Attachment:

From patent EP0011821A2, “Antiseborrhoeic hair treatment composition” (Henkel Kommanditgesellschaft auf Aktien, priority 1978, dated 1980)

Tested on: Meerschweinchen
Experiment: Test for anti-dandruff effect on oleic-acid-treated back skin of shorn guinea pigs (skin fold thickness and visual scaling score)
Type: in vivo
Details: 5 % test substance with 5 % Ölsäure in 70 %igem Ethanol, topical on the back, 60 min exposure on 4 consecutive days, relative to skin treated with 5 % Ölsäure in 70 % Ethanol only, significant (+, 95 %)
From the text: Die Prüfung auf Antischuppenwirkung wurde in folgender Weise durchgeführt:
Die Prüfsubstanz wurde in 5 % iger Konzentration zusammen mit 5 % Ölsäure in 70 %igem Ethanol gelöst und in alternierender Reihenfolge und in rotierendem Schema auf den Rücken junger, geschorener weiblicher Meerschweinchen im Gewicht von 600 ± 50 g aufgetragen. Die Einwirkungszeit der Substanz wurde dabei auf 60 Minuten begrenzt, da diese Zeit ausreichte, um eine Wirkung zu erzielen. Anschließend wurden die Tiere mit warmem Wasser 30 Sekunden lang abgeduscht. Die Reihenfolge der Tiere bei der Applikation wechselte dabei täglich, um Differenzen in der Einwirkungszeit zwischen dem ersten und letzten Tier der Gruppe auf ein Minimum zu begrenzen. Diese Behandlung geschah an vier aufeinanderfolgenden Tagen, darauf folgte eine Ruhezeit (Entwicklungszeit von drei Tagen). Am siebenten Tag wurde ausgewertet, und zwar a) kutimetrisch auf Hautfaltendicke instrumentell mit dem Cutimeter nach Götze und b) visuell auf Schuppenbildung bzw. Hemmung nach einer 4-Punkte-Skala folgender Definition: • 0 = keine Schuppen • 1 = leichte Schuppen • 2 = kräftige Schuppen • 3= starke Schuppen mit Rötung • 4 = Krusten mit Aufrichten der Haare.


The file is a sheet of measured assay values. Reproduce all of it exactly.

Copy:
From patent EP0011821A2, “Antiseborrhoeic hair treatment composition” (Henkel Kommanditgesellschaft auf Aktien, priority 1978, dated 1980)

Tested on: Meerschweinchen
Experiment: Test for anti-dandruff effect on oleic-acid-treated back skin of shorn guinea pigs (skin fold thickness and visual scaling score)
Type: in vivo
Details: 5 % test substance with 5 % Ölsäure in 70 %igem Ethanol, topical on the back, 60 min exposure on 4 consecutive days, relative to skin treated with 5 % Ölsäure in 70 % Ethanol only, significant (+, 95 %)
From the text: Die Prüfung auf Antischuppenwirkung wurde in folgender Weise durchgeführt:
Die Prüfsubstanz wurde in 5 % iger Konzentration zusammen mit 5 % Ölsäure in 70 %igem Ethanol gelöst und in alternierender Reihenfolge und in rotierendem Schema auf den Rücken junger, geschorener weiblicher Meerschweinchen im Gewicht von 600 ± 50 g aufgetragen. Die Einwirkungszeit der Substanz wurde dabei auf 60 Minuten begrenzt, da diese Zeit ausreichte, um eine Wirkung zu erzielen. Anschließend wurden die Tiere mit warmem Wasser 30 Sekunden lang abgeduscht. Die Reihenfolge der Tiere bei der Applikation wechselte dabei täglich, um Differenzen in der Einwirkungszeit zwischen dem ersten und letzten Tier der Gruppe auf ein Minimum zu begrenzen. Diese Behandlung geschah an vier aufeinanderfolgenden Tagen, darauf folgte eine Ruhezeit (Entwicklungszeit von drei Tagen). Am siebenten Tag wurde ausgewertet, und zwar a) kutimetrisch auf Hautfaltendicke instrumentell mit dem Cutimeter nach Götze und b) visuell auf Schuppenbildung bzw. Hemmung nach einer 4-Punkte-Skala folgender Definition: • 0 = keine Schuppen • 1 = leichte Schuppen • 2 = kräftige Schuppen • 3= starke Schuppen mit Rötung • 4 = Krusten mit Aufrichten der Haare.